As Europe settles into life under the General Data Protection Regulation (GDPR), the United States is grappling with potential legislation of its own to protect consumer information.

Questions remain about what U.S. data privacy legislation might look like, but companies have already begun to strategize. In partnership with RSA, Compliance Week conducted a survey asking U.S. firms whether they’re doing enough to stay compliant with data protection laws; the survey garnered 100 responses from individuals whose scope of responsibility included helping ensure data privacy. Of the respondents, only 36 percent felt their data privacy program is in compliance with state, national, and/or international regulations, while 52 percent felt they were almost there but struggling to keep up.

“I think this uncertainty is largely due to the continuing changes going on with the regulatory landscape around privacy,” says Marshall Toburen, a risk management strategist with RSA Archer. “There continues to just be so much new regulation around privacy—I’m not at all surprised that there’s a majority of organizations that aren’t quite sure that they’ve got their house completely in order.”

Even those respondents that answered in the negative—4 percent—have likely “spent time analyzing the regulations that they think they have an obligation to comply with and done something, but they just don’t feel that they’ve done enough yet,” says Toburen.

Roughly 70 percent of the respondents said they collect more data from customers today compared to three years ago, yet over 80 percent said less than 25 percent of their compliance budget is dedicated to data security. Of that group, 44 percent said it was less than 10 percent of the budget.

Is your data privacy program compliant?

Compliance Week asked companies: Is your data privacy program in compliance with state, national, and international (if applicable) regulations? Responses below.

*Pecentages have been rounded up.

Source: Compliance Week

“I think organizations that have been involved with GDPR—that were heavily affected by that regulation—they’re in the category of spending the higher amount,” says Toburen, who added that if the federal government were to come out with a significant umbrella privacy regulation “you would see a much higher percentage of budget devoted to compliance.”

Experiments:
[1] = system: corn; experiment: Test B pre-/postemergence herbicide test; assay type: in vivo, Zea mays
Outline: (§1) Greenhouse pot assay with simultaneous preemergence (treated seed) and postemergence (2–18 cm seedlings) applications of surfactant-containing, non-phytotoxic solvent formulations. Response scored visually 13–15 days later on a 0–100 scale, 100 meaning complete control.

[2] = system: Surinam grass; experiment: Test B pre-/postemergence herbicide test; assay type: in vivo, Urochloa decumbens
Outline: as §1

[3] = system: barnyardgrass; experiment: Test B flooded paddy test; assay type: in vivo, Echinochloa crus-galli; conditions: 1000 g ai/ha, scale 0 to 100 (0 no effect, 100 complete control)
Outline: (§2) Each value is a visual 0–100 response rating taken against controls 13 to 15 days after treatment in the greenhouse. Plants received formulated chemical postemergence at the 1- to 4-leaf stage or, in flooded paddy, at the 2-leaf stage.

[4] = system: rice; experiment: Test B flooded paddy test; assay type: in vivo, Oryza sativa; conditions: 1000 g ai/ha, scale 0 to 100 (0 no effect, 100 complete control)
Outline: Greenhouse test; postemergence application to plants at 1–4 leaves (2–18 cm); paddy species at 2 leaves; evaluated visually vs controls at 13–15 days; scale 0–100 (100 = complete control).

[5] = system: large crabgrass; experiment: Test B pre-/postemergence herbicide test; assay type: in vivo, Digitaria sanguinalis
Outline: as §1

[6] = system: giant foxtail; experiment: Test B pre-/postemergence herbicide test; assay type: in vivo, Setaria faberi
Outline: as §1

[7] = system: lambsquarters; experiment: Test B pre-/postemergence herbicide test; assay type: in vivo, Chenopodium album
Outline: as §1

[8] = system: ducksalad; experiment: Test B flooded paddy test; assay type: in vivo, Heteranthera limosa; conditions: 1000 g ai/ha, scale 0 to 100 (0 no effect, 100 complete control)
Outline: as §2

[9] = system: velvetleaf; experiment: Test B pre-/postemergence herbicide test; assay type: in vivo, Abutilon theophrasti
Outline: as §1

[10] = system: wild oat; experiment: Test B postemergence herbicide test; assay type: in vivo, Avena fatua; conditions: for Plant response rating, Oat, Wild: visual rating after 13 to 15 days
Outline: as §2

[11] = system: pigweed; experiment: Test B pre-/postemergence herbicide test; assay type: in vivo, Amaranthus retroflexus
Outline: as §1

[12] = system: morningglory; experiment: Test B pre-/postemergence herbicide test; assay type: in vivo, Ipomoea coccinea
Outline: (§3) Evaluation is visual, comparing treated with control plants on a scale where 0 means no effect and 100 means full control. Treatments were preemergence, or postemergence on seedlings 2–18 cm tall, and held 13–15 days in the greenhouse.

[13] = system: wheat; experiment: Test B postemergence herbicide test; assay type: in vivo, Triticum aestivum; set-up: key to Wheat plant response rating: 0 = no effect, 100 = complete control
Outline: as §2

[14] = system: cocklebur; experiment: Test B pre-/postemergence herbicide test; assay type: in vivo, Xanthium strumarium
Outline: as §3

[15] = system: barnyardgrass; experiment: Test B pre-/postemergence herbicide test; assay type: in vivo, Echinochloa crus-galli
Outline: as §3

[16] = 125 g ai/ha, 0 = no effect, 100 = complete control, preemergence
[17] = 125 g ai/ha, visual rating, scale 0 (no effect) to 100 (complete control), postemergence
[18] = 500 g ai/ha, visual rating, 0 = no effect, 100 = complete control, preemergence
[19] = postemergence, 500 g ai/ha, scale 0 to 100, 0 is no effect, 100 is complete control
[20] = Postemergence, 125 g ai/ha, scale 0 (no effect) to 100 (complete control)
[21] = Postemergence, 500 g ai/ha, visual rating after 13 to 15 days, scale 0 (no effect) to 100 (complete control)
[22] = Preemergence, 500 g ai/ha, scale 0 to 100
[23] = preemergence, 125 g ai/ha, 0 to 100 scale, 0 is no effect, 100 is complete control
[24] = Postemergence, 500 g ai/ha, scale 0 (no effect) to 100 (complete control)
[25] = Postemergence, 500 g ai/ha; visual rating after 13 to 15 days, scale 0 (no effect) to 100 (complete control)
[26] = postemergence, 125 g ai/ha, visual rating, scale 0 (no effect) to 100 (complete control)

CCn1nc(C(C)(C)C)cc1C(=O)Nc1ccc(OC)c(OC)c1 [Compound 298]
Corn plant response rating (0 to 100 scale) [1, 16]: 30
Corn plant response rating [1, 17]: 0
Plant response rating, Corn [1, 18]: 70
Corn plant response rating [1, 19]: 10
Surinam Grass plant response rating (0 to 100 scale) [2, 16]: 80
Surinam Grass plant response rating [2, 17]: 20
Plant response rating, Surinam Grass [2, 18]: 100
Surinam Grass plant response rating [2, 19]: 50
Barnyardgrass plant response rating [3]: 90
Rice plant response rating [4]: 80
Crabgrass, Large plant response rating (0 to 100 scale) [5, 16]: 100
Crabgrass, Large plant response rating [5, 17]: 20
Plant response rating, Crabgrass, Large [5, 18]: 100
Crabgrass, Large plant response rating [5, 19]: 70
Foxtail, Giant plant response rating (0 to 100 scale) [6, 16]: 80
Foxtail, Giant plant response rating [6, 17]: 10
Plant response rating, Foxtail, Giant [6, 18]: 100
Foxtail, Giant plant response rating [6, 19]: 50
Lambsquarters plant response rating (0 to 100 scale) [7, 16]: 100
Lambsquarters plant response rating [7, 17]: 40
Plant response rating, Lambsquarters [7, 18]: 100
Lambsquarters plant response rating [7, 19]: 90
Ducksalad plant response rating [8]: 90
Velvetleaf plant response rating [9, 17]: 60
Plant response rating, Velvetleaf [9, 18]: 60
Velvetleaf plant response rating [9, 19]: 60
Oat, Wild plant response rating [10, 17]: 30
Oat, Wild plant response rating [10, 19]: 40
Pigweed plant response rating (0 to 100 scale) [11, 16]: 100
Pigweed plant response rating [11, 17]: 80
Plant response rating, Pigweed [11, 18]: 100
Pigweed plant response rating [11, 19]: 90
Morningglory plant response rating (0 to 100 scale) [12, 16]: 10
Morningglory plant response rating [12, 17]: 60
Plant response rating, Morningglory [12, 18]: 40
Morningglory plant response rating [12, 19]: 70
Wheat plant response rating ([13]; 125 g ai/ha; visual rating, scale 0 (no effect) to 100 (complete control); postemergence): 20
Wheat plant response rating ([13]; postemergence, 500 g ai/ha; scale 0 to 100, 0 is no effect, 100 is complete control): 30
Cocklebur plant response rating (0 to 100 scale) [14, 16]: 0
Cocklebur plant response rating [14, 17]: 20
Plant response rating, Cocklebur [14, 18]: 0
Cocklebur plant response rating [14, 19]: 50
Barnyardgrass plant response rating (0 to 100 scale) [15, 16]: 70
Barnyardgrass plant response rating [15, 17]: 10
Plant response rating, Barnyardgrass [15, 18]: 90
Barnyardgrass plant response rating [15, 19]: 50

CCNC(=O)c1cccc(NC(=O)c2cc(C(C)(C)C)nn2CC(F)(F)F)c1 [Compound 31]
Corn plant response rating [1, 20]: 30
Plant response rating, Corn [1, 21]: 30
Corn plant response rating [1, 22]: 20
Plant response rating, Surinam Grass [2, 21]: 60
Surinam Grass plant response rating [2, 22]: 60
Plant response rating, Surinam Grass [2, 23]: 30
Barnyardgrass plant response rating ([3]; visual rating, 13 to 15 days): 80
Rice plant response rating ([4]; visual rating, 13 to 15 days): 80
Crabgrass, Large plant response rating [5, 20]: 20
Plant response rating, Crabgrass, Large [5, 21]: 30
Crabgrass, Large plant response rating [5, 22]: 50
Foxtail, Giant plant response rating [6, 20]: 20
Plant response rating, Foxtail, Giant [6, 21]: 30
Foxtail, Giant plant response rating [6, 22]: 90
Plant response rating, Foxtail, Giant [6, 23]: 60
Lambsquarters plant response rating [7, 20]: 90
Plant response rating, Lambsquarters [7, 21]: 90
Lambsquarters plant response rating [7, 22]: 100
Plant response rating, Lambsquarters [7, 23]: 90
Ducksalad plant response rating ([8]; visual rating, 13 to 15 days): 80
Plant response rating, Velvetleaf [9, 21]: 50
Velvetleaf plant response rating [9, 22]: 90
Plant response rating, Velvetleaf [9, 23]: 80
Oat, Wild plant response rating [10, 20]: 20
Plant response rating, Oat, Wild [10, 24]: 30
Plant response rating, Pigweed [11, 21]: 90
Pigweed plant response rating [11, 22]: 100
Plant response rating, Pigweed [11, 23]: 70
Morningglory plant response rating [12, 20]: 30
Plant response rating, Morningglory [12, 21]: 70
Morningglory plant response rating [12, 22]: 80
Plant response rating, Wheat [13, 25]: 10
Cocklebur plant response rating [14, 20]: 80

For those not receiving what they feel is the necessary level of support—26 percent—from the board and C-Suite on data privacy, Toburen recommends illustrating the risks of a data breach. When asked what they would worry about more in the event of a breach, 74 percent of respondents picked reputational damage over fines incurred.

Similarly, 48 percent of respondents said complying with regulations is the best argument for a robust data protection program. Supporting the company’s values garnered 27 percent of the vote, while meeting demands of the customers represented the remainder.

“I think leaders are talking about all three of these things,” says Toburen. “Maybe for a particular reg it’s a big fine, but the ones that are being successful are talking about all three of these impacts from a privacy breach to try to get the budget and commitment to the problem.”

Budget concerns


What percentage of your compliance budget is dedicated to data security or compliance with data privacy regulations?

*Pecentages have been rounded up.

Source: Compliance Week

The threat of a privacy breach is ever-present. When asked if their company has suffered a breach within the past five years, 29 percent of respondents said yes. The remainder answered “not that I know of,” as there is never truly a way a company can definitively say no.

So what is the best answer for U.S. data privacy? A majority of respondents—72 percent—said they were in favor of national legislation governing data privacy in the United States, a statistic Toburen believes is a reflection of compliance individuals whose companies operate in numerous states across the country. Meanwhile, 43 percent of respondents said having the budget and lead time to meet the requirements would be their biggest worry if the United States adopts a GDPR-like national regulation.

Regarding GDPR specifically, 67 percent of respondents said their company was fully compliant with the EU regulation when compared against those who answered no. The right for consumers to ask that their personal data be deleted and the separation of PII (personal identifiable information) from other account information were considered the most difficult provisions of GDPR to potentially implement. Toburen notes both provisions stem from what is perhaps the most complex area of GDPR: providing a compliant answer when a customer asks, “What data have you collected on me?”

If and when U.S. data privacy legislation is enacted, companies will have work to do. Of CW respondents, 66 percent said they would describe their current data privacy program as “somewhat vulnerable, but improving.” Time will tell what potential legislation might look like, but it would behoove those in charge of data privacy compliance at their company to begin taking steps toward getting their program in line with potential legislation.

“Organizations kind of have to start thinking, if they aren’t already, ‘what is the impact to the individual?’ ” says Toburen. “We need to be aligned to that pain.”

For an in-depth look at data privacy, including results from this exclusive survey, check out Compliance Week’s November/December issue.